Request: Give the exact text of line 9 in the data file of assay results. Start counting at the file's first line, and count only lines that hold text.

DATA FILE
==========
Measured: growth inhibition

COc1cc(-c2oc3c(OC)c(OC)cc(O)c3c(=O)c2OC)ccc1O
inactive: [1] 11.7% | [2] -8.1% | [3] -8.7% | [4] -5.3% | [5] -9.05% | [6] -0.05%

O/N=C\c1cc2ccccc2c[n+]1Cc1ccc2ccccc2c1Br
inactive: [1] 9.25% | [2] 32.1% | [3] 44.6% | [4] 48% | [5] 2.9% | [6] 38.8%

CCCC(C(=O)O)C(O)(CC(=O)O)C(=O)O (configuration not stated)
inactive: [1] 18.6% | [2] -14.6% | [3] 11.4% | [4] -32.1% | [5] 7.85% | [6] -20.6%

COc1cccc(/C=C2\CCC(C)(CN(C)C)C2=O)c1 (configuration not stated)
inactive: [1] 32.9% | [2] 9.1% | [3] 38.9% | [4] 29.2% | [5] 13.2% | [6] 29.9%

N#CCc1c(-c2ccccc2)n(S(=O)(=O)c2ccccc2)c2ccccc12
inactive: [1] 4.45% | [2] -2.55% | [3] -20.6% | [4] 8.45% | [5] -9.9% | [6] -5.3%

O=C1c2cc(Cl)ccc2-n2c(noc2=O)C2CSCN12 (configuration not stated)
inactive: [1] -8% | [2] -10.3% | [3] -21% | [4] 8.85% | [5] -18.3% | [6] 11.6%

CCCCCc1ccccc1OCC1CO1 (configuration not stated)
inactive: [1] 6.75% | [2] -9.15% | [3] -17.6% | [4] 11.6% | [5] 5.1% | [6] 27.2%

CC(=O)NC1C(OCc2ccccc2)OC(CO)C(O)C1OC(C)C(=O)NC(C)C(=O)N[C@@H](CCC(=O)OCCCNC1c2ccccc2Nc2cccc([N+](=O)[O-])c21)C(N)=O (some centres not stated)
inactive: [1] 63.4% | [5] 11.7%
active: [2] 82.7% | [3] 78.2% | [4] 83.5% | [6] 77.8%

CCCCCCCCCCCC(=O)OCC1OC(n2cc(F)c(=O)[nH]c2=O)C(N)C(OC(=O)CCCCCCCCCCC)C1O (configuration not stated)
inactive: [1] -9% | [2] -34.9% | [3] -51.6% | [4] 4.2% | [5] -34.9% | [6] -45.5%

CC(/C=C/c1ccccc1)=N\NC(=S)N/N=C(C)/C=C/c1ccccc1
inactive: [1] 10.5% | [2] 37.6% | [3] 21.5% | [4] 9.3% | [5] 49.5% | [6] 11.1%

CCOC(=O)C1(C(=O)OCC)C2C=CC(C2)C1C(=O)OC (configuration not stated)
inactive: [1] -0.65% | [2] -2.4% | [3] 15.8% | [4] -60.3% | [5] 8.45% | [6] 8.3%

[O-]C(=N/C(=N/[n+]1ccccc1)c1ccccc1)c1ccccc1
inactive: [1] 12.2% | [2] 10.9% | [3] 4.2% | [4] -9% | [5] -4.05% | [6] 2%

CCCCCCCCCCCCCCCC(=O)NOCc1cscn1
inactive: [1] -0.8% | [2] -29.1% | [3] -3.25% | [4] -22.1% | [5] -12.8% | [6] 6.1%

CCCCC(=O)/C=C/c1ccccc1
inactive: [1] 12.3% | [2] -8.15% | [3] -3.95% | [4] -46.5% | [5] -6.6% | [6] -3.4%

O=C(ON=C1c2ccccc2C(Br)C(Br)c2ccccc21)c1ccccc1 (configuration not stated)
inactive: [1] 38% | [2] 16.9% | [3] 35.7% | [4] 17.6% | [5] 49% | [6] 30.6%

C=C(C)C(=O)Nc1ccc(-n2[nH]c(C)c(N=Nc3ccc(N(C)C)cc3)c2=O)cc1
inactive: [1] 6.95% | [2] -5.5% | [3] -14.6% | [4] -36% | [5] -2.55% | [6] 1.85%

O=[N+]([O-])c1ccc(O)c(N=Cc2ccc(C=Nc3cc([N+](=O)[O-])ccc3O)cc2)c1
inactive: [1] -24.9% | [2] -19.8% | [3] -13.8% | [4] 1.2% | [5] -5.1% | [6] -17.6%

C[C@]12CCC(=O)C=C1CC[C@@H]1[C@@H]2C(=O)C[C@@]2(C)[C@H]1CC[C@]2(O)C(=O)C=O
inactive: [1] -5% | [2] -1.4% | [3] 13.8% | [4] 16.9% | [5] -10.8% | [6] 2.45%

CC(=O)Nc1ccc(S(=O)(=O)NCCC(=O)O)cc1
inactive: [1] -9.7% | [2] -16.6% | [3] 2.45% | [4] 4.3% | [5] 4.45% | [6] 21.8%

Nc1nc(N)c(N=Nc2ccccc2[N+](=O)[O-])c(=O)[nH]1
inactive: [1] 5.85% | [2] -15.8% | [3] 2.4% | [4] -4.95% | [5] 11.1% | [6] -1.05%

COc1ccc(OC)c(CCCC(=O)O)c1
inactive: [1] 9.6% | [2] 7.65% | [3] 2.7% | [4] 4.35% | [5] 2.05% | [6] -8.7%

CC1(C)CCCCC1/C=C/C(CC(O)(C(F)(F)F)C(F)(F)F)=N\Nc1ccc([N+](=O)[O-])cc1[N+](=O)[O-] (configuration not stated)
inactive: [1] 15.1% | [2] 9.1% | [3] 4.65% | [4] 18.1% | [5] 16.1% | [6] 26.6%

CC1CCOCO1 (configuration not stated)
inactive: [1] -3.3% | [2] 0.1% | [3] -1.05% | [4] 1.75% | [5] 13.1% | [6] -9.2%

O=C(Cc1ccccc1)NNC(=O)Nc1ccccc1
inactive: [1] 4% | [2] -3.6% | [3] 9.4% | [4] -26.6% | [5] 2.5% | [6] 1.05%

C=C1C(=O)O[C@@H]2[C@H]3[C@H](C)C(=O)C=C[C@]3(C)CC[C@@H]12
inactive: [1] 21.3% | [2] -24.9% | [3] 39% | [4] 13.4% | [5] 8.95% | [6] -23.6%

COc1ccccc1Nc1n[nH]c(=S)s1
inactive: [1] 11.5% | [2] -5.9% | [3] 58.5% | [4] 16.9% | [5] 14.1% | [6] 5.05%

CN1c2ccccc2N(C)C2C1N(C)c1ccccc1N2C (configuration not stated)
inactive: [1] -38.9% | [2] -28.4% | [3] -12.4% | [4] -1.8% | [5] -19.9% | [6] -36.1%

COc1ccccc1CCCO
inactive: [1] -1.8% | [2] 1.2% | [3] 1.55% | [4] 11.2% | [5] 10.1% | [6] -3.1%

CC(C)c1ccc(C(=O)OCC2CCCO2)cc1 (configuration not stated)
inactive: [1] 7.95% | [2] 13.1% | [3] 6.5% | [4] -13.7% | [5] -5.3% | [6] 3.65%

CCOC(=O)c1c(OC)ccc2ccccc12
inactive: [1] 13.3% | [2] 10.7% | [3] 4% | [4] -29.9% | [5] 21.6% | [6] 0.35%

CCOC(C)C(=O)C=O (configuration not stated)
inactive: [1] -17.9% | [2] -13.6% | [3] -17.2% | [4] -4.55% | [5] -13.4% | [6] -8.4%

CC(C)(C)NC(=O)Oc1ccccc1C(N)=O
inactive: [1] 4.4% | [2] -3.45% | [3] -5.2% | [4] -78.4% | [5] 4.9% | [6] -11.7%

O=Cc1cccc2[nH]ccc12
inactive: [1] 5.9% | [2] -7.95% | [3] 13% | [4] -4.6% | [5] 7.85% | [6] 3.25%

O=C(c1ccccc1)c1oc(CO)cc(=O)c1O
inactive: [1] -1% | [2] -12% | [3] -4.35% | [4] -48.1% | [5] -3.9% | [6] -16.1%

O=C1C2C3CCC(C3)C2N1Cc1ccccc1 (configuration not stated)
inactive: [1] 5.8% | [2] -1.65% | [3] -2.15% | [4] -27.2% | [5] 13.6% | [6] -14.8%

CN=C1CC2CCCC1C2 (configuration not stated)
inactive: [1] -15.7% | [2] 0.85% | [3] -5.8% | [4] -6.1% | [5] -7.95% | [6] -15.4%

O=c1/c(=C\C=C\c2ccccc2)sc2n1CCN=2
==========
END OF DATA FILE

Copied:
inactive: [1] 32.9% | [2] 9.1% | [3] 38.9% | [4] 29.2% | [5] 13.2% | [6] 29.9%